Time for an Eagle Co. housing authority? | AspenTimes.com

Time for an Eagle Co. housing authority?

Melanie Wong
Vail correspondent
Aspen, CO Colorado

EAGLE COUNTY, Colo. ” To get more affordable housing built for local workers, Eagle County wants to form a “housing authority,” an approach that has already been taken in two nearby Colorado resort areas ” Summit and Pitkin counties.

Eagle County commissioners would preside over the housing authority; its main goal would be to build affordable homes and buy free-market homes to resell at affordable prices. Initially, though, it would not be supported by tax revenues, unlike, for example, the Aspen/Pitkin County Housing Authority.

Forming the authority would give the county greater flexibility in investing money, selling or buying land, making bylaws or rules pertaining to housing, and managing any affordable homes the county owns, said County Commissioner Arn Menconi.

“I think it should be apparent that the county is trying to take leadership in listening to residents and producing affordable housing. This is one tool to do that,” Menconi said.

As a housing authority, county officials could develop land and acquire property, according to county Housing Director Alex Potente.

County officials can do those things now, but formation of a housing authority makes it easier, he said.

Don Cohen, president of the Eagle County Economic Council, compared the county’s plan to a company forming a separate corporation to handle its financial matters.

“This is definitely something simple to manage housekeeping now, but it could lead to something more,” he said.

That “something more” could be a larger housing authority involving the towns and valley businesses in the future, said County Commissioner Peter Runyon.

Under state law, a multijurisdictional authority as described by Runyon, also has the power to tax.

However, an agency with taxing power is not in the near future, said Menconi

“I don’t think this community is ready for a (tax). We have to do things incrementally and see how ready people are to accept that,” he said.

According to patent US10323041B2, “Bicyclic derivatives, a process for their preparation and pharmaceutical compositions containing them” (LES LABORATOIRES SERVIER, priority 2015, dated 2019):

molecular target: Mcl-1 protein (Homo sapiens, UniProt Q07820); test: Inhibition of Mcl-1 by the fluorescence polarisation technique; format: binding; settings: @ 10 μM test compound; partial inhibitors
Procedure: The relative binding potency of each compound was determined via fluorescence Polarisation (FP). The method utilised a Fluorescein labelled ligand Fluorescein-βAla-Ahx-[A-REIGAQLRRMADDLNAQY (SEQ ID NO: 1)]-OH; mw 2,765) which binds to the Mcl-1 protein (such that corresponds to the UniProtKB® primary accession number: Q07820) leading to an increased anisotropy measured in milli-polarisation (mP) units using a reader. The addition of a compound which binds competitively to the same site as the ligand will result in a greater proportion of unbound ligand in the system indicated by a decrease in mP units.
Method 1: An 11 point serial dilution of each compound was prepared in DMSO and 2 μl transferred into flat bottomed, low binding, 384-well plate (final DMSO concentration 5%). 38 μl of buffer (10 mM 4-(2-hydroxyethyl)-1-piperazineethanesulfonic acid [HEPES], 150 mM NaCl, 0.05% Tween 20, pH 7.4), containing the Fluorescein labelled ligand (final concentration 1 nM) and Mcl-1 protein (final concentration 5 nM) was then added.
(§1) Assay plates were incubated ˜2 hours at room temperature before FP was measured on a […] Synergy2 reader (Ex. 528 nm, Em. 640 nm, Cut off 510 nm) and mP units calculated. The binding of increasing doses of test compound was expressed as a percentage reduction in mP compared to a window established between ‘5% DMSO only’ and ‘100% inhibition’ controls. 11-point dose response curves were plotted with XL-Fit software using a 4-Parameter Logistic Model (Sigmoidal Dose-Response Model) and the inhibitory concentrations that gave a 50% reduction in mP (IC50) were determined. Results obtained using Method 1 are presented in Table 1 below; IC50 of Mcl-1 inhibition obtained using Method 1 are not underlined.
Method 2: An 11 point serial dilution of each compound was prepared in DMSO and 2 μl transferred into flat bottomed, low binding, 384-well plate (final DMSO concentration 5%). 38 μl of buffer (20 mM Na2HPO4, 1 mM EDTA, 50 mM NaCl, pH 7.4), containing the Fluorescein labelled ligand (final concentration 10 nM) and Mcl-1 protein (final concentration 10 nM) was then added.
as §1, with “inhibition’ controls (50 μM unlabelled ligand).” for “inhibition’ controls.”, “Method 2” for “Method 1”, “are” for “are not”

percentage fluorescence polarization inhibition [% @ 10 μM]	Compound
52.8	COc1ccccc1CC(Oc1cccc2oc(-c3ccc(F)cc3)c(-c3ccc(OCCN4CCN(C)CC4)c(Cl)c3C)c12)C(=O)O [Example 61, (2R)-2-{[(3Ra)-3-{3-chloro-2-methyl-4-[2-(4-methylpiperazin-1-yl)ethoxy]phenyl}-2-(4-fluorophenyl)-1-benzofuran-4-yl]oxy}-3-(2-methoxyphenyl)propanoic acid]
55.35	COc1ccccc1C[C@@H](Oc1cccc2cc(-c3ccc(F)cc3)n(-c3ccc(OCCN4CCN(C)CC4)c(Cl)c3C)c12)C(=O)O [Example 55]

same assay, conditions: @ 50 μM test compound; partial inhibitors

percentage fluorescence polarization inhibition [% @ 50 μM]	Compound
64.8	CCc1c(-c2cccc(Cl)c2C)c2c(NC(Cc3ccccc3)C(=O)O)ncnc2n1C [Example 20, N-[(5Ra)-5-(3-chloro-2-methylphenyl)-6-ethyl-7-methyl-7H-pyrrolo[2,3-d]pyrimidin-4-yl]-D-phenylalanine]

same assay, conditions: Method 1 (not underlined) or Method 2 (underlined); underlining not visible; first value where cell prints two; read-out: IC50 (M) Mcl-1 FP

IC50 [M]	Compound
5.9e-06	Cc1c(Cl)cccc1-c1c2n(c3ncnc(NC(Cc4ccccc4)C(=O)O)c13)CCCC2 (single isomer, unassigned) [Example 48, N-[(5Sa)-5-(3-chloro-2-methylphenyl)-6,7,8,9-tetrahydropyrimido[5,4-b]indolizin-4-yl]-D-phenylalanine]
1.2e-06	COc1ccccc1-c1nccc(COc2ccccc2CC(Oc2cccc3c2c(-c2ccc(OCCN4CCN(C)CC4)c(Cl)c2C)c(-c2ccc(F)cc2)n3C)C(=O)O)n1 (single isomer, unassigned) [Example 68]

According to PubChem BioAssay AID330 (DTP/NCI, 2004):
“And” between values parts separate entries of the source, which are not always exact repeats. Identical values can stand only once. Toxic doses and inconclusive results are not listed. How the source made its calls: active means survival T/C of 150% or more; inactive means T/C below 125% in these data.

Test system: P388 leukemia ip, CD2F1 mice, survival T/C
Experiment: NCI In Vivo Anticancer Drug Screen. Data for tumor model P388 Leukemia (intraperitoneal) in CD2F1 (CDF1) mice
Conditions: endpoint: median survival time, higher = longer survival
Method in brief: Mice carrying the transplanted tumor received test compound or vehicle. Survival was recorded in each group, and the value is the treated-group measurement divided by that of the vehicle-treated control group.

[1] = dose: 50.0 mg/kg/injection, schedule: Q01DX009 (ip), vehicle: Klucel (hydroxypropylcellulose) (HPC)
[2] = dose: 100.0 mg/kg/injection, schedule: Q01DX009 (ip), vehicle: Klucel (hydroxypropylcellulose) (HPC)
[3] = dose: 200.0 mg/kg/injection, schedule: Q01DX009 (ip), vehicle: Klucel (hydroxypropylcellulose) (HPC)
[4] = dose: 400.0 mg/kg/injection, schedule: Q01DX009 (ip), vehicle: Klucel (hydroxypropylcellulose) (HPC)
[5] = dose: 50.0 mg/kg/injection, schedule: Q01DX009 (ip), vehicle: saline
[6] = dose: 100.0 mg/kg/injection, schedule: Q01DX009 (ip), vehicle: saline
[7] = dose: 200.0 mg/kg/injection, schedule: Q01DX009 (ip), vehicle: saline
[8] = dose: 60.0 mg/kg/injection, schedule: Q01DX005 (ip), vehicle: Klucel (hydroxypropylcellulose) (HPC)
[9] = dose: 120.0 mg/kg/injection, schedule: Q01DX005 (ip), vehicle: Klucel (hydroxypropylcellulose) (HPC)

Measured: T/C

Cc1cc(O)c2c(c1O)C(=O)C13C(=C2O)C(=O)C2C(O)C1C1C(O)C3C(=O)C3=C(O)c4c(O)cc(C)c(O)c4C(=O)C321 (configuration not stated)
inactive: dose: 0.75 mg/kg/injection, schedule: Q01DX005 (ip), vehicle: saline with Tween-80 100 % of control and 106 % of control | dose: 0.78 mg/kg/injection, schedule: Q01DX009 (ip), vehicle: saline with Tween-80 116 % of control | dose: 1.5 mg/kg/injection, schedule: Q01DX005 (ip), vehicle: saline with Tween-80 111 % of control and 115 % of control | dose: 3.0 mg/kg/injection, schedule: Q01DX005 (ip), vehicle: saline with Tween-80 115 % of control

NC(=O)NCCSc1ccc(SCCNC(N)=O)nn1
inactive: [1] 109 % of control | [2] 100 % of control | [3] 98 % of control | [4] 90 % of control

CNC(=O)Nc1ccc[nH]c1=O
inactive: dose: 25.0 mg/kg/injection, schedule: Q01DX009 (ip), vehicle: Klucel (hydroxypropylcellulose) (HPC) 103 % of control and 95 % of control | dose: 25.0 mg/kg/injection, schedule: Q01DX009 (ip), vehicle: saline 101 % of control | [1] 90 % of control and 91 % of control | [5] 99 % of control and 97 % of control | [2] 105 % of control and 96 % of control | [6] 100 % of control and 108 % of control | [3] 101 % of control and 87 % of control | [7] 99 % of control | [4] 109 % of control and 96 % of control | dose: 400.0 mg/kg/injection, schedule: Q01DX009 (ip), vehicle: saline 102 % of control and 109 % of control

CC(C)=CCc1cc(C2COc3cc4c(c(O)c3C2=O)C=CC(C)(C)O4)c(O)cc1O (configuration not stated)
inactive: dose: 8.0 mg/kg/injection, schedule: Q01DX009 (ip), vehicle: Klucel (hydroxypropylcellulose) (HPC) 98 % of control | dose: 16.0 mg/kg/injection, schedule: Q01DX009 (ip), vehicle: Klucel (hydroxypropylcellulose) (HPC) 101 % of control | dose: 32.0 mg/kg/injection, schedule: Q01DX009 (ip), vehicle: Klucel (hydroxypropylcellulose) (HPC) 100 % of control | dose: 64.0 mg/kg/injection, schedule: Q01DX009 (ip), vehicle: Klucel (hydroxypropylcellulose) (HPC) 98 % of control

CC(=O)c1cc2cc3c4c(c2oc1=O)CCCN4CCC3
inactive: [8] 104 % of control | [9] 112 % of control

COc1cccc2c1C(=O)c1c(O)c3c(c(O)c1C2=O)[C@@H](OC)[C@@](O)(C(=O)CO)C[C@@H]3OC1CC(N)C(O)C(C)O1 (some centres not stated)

The county has not had serious talks with any towns about joining the housing authority, said Potente.

“This is not something the county wants to force on other communities. ‘Housing authority’ can have bad connotations in a bureaucratic sense that we want to avoid. This really just gives us more flexibility in getting affordable housing stock in the ground,” he said.

To form the authority, there must be a petition signed by 25 residents, a public hearing and a vote. The county commissioners hope to get the authority started within the next two months.

The housing authority is only one of several ways the county is trying to build affordable homes in an area where ski resorts ” namely Vail and Beaver Creek ” have helped drive real estate prices out of reach for the average worker. In January, commissioners decided to invested $4.5 million in Stratton Flats, a project that will bring 226 deed-restricted homes to Gypsum, located west of the resorts on the Interstate 70 corridor.

Commissioners are also close to approving a new set of housing guidelines for new residential and commercial projects, despite resistance from some developers, who say the requirements will hurt building in the area.

The guidelines would require residential developers to devote about a third of the total square footage of their projects as affordable or locally owned housing. Developers of commercial projects would have to build affordable housing for all of the jobs their projects generate except for those on the highest end of the pay scale.

Eagle-Vail resident Katherine Kelly said she thinks those are good steps, since affordable housing is badly needed the community.

In a resort community, there have to be places to live for the people who run services, she said.

“Even for me, I think I make decent money, but I can’t afford to buy anything here,” she said.

But Eagle-Vail resident Peter Theune said he thinks the county’s policies could hurt development and businesses.

The valley needs affordable housing, but ultimately that is not what is bringing money to the area, he said.

“It’s a problem that’s always going to be here. Ever since Vail has been here, affordable housing has always been a problem,” he said.


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